Anyone who has been paying attention these past few years knows that bonds have been the go-to investment by a wide margin. Billions and billions of dollars found their way from stocks and stock funds into the fixed-income market. The calls for caution and warnings that investors were chasing returns came from many quarters, but investors seemed content to park their money in the perceived safety of bonds. But now even the folks who invest in fixed-income instruments for a living appear to be taking a step back from bonds.
Stocks are the new bonds
When it comes to bond investing, there are few luminaries more celebrated than Bill Gross. Thanks to investors' recent love affair with bonds, Gross's Pimco Total Return Fund (PTTAX) now ranks as the single largest mutual fund in existence, with more than $250 billion in assets. And with his decades of fixed-income investment experience, where does Gross see the greatest opportunities in the coming years? Well, in stocks.
According to a regulatory filing made this month, Pimco Total Return is expanding its mandate. Starting early next year, the fund will be able to invest up to 10% of assets in convertible securities, preferred stock, and other hybrid debt-equity instruments. While such a move probably won't significantly alter the fund's overall profile right away, it is pretty notable when a fund that has earned top marks investing one way for decades changes course a bit and starts fishing in a different pond.
This shift has broad implications for shareholders of Pimco Total Return. While allowing up to 10% of equity-related investments in the fund probably won't crank up portfolio risk to an excessive level, it means that the fund will look slightly different going forward. Investors who bought this fund expecting a pure bond play should realize that they will be getting some equity exposure on the side. That means volatility could be higher here in the coming years.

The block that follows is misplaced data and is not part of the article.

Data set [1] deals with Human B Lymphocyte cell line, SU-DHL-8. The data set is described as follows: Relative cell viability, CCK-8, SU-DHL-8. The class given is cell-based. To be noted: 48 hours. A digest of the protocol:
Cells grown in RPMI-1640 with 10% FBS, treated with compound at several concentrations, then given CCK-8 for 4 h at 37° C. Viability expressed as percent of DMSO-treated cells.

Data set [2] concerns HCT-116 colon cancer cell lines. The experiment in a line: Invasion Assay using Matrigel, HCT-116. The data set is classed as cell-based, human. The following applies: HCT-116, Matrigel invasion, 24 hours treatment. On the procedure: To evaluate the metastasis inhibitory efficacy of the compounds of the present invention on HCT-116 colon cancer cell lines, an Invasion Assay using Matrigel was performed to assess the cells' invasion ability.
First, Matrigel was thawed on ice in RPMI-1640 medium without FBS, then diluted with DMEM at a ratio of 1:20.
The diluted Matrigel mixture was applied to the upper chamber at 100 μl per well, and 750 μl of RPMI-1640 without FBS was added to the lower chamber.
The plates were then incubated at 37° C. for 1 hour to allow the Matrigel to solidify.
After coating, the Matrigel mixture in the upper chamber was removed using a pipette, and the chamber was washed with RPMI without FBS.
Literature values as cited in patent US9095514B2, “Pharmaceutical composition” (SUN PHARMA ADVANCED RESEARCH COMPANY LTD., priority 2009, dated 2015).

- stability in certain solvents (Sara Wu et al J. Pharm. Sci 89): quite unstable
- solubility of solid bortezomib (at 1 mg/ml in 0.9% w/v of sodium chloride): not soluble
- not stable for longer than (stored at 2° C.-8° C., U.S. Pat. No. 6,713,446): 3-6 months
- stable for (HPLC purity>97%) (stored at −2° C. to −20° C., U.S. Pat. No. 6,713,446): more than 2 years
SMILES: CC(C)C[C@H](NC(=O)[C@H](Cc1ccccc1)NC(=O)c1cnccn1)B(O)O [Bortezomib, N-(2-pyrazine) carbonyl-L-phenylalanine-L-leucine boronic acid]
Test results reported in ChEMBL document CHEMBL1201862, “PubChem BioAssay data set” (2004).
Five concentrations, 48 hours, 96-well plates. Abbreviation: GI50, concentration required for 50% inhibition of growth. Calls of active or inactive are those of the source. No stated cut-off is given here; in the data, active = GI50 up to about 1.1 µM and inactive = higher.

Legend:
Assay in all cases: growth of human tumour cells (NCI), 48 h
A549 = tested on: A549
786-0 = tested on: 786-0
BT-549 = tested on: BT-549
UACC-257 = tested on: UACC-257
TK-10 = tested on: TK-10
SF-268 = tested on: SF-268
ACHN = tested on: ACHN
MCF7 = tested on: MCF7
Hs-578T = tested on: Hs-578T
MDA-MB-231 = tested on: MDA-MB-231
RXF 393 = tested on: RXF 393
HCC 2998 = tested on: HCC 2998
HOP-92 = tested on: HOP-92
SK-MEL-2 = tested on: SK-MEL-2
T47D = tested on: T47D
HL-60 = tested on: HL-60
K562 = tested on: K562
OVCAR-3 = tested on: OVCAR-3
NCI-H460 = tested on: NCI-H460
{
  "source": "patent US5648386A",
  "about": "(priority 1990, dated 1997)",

However, I would be willing to bet that this won't be the last bond fund that quietly adjusts its mandate to allow a larger equity allocation. Investors should make a point of checking in with their bond funds to see if they have recently changed their allowable investing universe or if they have plans to do so. If you're not comfortable with a bond fund that has the recently acquired freedom to hold a hefty chunk of assets in stocks, you may want to think about moving to a bond index fund or exchange-traded fund. iShares Lehman Aggregate Bond ETF
But looking at the bigger picture, if investors were in need of further proof that the bond market is overbought, this is it. Gross has repeatedly stated that the roughly 30-year bull market in bonds is likely ending and that investors will need to adjust to that reality. Few would quibble with the returns that bonds have generated in recent history, but those who think the next decade will bring equally impressive results are kidding themselves. If you want your portfolio to grow over the coming years, you've got to shake off your fear of the last bear market rout and get some more money into the stock market. Investors may finally be getting this message, as the years-long flow of money into bond funds appears to be reversing -- roughly $8.6 billion was withdrawn from bond funds in the week ending Dec. 15 alone.
Get back in the game
If you were among the scores of investors who abandoned the equity market in favor of bonds, the time has come to put some of that money back to work. Folks in or close to retirement still need to keep a majority of their assets in fixed income and cash, but those of us with a longer path to retirement should be loading up on stocks right now. And while dividend-producing names are getting a lot of attention right now, there are other areas of the market that are ripe for the picking.
For example, the folks over at Dodge & Cox are big into the information technology arena, a sector that I think should outperform in the coming quarters as the economy firms up. Their top-ranked Dodge & Cox Stock Fund (DODGX) is pretty heavy into the tech sector, to the tune of 21% of assets right now. Hewlett-Packard
While all investors should have at least a minimal exposure to bonds, stocks are hands-on favorites to create the most value in the years ahead. Bond investors should be cautious, as it probably won't take much for outflows to accelerate and cause a bit of a panic, really roiling the bond market. Investors have likely milked most of the excess gains out of this sector that they can. It's time to move on to greener pastures.